Sen. Grassley: Tax-exempt hospitals shouldn't need 'herculean oversight' to meet charitable obligations

Tax-exempt hospitals across the nation are using aggressive collection practices and withholding services until patients prove their ability to pay, Sen. Chuck Grassley, R-Iowa, wrote in a recent op-ed in STAT.

Mr. Grassley cited to several examples of tax-exempt hospitals demanding payment before providing care, steering uninsured patients to local clinics instead of treating them in the emergency department and referring patient accounts to for-profit collection agencies.

"All of this is contrary to the philosophy behind tax exemption," wrote Mr. Grassley. "In exchange for the taxes they'd have to pay if they were for-profit businesses, nonprofit hospitals are supposed to provide treatment for those who can't pay or can't pay enough toward the cost of their own care."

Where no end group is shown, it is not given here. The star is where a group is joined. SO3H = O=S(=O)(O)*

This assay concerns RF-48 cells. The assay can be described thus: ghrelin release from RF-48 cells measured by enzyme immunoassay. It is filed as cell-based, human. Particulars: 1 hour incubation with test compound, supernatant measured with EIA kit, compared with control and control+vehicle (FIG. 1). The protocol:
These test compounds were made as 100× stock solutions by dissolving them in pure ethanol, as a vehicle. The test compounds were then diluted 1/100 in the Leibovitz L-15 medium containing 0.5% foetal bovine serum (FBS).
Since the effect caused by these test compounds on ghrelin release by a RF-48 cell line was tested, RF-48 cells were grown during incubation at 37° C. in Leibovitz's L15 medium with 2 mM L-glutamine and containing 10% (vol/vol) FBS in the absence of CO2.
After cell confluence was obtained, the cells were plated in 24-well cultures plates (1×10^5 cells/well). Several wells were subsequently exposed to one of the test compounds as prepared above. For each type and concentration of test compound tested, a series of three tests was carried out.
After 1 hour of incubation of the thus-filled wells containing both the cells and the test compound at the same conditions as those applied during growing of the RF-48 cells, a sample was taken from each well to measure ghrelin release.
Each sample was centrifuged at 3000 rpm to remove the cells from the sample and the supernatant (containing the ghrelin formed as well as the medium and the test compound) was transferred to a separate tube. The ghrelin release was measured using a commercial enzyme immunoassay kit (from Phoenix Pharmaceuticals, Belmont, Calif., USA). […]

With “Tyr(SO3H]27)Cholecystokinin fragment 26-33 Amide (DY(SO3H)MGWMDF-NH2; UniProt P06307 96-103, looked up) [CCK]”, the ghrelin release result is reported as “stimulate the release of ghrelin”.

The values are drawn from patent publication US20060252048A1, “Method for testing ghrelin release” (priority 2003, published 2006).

In 2016, Mr. Grassley released the results of his inquiry into St. Joseph, Mo.-based Mosaic Life Care, which revealed the tax-exempt facility was referring patient accounts to its in-house collection agency without offering charity care. Mosaic ultimately forgave $16.9 million in patient debt.

Although Mr. Grassley was pleased with the end result in the Mosaic case, he said getting tax-exempt hospitals to meet their obligations should not require investigations into collection practices and inquiries from lawmakers.  

"It shouldn't take a herculean oversight effort for tax-exempt hospitals to follow the spirit and letter of the law on charitable obligations," he wrote. "Hospitals should do the right thing when no one's looking."

Although some tax-exempt hospitals fail to meet their obligations, Mr. Grassley said the majority of these organizations fulfill their duties. "Most of them work hard to meet their obligations and care for low-income patients to the best of their abilities," he wrote.

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